Debt relief for Canadian farmers?
Agricultural economist Laurie Baker and a colleague believe that adapting the Community Supported Agriculture (CSA) model as an alternative financing strategy will alleviate the financial burdens plaguing Canadian farmers.
Dr Laurie Baker, assistant professor at McGill Universitys Department of Agricultural Economics, is the head of a two-man team presently researching alternative financing strategies for Canadian agriculture. The research, which was motivated by the need to alleviate the financial burden on Canadian farmers, examines the case of the Community Supported Agriculture (CSA) approach to financing organic farming.
"What we have tried to do in this research," says Dr Baker, whose area of expertise is Farm Business Management and Agricultural Finance, "is to examine the possibility of adapting the CSA method of farm financing to other sectors of agriculture by analyzing the financial benefits accruing to both the CSA farmer and the member/investor."
CSA has been known in North America since the mid -1980s as a means of attracting non-farm equity capital into agriculture. In Canada, the concept has been most active in organic agriculture. In it, individual consumers (called member/investors) enter into a contract arrangement with a farmer in which they provide financing for the farmers operating capital. They do so by buying shares of the harvest. The farmer has an obligation to repay the loan by supplying an agreed upon quantity of the produce to the member/investor at regular intervals during the harvest period.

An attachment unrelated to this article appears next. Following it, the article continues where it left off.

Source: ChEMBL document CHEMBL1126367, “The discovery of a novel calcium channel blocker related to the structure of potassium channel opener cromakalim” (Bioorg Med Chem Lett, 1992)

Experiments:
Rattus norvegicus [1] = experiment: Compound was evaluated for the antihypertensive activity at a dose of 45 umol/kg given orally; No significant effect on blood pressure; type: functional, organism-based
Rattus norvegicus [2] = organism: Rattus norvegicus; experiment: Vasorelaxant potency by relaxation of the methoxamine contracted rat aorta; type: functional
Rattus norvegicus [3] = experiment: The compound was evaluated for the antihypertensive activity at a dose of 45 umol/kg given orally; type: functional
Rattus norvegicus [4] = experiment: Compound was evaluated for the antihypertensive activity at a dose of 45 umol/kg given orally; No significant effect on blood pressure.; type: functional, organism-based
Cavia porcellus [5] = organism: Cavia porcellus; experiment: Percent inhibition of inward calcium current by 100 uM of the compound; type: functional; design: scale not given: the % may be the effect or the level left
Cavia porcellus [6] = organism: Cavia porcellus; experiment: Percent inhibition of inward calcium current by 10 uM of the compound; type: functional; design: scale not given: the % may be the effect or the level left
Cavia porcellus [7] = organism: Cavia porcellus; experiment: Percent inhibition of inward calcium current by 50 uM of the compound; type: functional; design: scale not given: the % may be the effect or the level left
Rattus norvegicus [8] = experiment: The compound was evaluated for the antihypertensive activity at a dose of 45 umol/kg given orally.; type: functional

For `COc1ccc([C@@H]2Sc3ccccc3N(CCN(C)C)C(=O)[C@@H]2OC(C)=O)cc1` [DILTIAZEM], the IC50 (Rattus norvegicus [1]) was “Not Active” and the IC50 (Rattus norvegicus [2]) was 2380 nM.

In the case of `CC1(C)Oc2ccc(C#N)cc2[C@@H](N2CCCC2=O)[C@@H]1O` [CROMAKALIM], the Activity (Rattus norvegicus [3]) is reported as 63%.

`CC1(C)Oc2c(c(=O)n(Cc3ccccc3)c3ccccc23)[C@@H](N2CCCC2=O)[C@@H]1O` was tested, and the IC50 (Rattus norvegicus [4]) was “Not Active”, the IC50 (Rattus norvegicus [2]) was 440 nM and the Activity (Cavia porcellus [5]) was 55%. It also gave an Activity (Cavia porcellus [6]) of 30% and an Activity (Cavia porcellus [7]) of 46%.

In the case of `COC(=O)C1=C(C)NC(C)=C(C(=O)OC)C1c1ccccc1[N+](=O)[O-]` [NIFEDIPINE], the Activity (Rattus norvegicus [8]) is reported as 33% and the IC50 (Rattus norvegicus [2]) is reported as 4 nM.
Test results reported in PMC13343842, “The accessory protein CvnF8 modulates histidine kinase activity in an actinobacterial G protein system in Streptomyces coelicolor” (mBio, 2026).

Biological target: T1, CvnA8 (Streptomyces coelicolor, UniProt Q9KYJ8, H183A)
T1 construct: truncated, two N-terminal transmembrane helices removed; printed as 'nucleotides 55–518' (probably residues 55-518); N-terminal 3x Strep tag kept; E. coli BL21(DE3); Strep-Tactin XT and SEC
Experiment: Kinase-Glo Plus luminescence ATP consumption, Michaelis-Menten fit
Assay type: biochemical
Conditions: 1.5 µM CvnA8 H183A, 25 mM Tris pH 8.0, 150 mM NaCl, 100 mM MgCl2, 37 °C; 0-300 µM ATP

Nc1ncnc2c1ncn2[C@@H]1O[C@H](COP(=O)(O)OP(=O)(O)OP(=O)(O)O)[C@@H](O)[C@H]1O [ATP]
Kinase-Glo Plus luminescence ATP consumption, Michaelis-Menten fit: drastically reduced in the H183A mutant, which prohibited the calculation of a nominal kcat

Asked about the need for alternative forms of financing in Agriculture, Dr Baker explained that farming in Canada has traditionally relied on debt financing from commercial banks and government loans. This meant that each generation of farmers in the typical farm family has had to sell its assets to the next generation in order to pay off debts and have a retirement income. Due to relatively high interest rates on these debts, farmers are under financial stress. "It is in light of a growing need to reduce this financial burden on farmers that we think our findings are important," says Dr Baker.
The McGill research reveals that, for the particular case study considered, the CSA method of financing was superior to the traditional debt financing method presently in use by most Canadian farmers. The farmer made savings on interest charges, having cash up-front and a guaranteed market for his produce, and the investor benefited, given the market price, by buying his supply of organic vegetables from the CSA farmer, rather than on the open market.
Dr Baker and his research team in the Faculty of Agricultural and Environmental Science at Macdonald Campus believe that adapting the CSA approach more broadly would have major benefits for Canadian agriculture and the farming community.